A logo is a company's business card, representing the company both offline and online on different mediums and in advertising. Clients memorise and associate the logo to the company's characteristics. For this reason it is particularly important that a company has a captivating and timeless logo. But how is such a logo created?
Visual simplicity is a logo's essential characteristic. A good logo must represent the message of a company or brand in a condensed form. It must be suitable for your company's content, offer and it has to be easly understood by the viewer. A logo should be as simple as possible and not be overloaded with elements such as complex shapes, filigree, small lines etc., because the logo must then be easily recognisable in any size you present it in. Ideally, one should be able to redesign a logo from memory. This ensures that people can remember the logo very quickly.
A logo must be unique and inimitable. In this way, customers will associate it directly with your company and not confuse you with competitors. A good logo should be as timeless as possible, so that it can represent a company even several years later. It is therefore important to create a unique design and not just copy or take inspiration from something that already exists. One can be inspired by other logos, but copying another logo can be very costly in the long run and unprofessional. The logo should never be confused with that of potential competitors.
Ideally, a logo should have one main colour and possibly a complementary colour, because too many colours create confusion and it is important that the colours also reflect the principle of simplicity. It is not only the colour itself that is important, but also that the logo works on a black and white background as it will be used on different media. A final aspect to be considered is the psychology of colour, here too there are many guidelines and values to be paid attention to in order to achieve the right effect to be conveyed.
Each font has its own character, one font may be better suited for a particular logo than another font. It is important not only to have one font for the logo and perhaps a second for the underlying tagline, but to make sure you know which fonts are suitable for later purposes, e.g. for web design. This is because in general, when dealing with logo design, you create a whole world of design, the so-called brand design, in which everything comes together to create a unified and coherent image.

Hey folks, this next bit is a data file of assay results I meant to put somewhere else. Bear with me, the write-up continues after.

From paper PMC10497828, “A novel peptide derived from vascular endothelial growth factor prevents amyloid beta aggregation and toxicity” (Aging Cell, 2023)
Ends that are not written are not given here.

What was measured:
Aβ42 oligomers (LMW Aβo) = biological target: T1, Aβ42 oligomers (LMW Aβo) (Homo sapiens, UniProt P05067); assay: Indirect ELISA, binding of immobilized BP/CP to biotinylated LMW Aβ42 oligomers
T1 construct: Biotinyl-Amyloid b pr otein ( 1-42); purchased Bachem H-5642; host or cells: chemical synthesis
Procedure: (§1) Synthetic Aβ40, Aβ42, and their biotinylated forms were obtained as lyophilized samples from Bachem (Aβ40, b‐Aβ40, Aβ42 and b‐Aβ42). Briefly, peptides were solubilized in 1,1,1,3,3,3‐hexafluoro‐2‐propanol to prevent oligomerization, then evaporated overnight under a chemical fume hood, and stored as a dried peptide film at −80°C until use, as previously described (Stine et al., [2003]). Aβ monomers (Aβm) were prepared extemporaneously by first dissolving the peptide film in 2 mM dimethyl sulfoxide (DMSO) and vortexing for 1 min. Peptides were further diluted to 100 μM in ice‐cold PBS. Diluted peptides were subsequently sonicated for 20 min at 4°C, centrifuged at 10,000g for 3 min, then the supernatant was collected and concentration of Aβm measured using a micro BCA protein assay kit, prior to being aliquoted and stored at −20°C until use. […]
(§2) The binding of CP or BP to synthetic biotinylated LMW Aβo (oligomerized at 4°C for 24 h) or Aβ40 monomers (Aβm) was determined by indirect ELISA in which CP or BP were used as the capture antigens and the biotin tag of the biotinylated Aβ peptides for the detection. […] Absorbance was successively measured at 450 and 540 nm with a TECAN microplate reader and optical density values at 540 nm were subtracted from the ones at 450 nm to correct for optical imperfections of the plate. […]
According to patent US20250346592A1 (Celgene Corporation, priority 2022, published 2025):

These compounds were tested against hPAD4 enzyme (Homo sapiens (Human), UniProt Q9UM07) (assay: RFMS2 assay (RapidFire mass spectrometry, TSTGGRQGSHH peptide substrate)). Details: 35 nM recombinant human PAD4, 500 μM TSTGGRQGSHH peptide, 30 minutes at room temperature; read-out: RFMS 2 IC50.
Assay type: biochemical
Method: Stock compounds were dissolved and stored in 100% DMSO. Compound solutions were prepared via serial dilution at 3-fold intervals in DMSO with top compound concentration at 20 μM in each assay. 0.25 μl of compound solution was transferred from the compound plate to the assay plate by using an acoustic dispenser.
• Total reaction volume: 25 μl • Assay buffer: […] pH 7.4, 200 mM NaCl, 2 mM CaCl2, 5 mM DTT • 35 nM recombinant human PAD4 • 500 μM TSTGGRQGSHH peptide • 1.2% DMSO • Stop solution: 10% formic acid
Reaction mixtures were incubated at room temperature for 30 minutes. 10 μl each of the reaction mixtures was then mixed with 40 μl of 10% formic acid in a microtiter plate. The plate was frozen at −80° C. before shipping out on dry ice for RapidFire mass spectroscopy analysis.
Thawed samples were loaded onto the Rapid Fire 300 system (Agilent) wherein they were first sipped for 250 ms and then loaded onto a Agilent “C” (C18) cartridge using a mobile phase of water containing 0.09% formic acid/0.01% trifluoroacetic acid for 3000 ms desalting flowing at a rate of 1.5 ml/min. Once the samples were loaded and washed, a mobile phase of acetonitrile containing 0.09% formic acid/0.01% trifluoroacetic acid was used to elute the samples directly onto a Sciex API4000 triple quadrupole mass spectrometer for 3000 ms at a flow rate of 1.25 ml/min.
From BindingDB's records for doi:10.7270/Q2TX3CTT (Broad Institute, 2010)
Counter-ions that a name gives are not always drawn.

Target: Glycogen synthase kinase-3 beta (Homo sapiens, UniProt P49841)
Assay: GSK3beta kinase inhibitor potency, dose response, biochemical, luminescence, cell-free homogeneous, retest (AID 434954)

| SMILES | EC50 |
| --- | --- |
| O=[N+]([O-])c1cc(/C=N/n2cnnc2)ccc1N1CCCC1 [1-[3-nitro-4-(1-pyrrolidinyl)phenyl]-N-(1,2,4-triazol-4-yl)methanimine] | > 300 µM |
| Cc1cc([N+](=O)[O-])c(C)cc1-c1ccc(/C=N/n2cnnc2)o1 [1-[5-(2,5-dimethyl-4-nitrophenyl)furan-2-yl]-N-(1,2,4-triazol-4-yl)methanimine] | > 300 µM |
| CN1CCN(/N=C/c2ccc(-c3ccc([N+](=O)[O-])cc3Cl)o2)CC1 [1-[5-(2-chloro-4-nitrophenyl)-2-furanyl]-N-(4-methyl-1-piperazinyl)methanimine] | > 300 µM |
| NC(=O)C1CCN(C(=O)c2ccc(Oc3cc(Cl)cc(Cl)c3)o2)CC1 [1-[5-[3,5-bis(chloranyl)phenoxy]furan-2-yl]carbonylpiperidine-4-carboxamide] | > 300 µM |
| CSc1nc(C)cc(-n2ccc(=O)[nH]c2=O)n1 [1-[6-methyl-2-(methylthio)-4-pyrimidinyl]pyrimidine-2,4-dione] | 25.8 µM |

Dimensions and format
A successful logo can be reproduced on all kinds of media: large or small, black and white or colour, online or offline, high or low resolution. After all, it will be used for both advertising and communication media.
With regard to size, it is obviously important that the logo works on both small and large dimensions. In the first case, we can think for example of browser sizes: when the logo appears at the top of a browser window, it must be recognisable.
In the second case we can imagine billboards: even with these sizes, the logo must be well defined and recognisable.
With regard to formats, it is important to have the following formats: .svg, .jpg, .png, .eps, .pdf and .ai.
The .eps and .pdf formats are important for printing, the .png format has a transparent background, .jpg is the most commonly used image format. The .svg and .ai formats being vector-based, they allow the logo to be resized without losing quality.
In the case of a logo, it is necessary to have more than one variant. It is important that the logo works on:
- a banner format
- a format consisting of logotype and pictogram
- a format in which only the logotype (i.e. the 'writing') appears
- a format in which only the pictogram (i.e. the graphic sign) appears
- a format with several colour variants
All these different variants should be made available for the different application cases of the logo.
A professional designer always provides a style guide, i.e. a document that defines how the logo should be used. This document contains everything from typography to the use of colours, not forgetting the variations of the logo and how the logo should be used (e.g. spacing and which effects or styles not to use). There is nothing worse than a well-designed logo that ends up being positioned so badly that it looks ugly. A style guide avoids this problem.
Intellectual Property Rights
This part concerns the contractual sphere, but is nevertheless essential. It is necessary to establish ex ante the subject matter of the contract that is to be concluded between the designer/agency and the purchaser, what the rights of the parties involved are, and what the intellectual property regulation of the service that is being realised is. If you are an Italian speaker, we invite you to learn more about this topic by watching this video.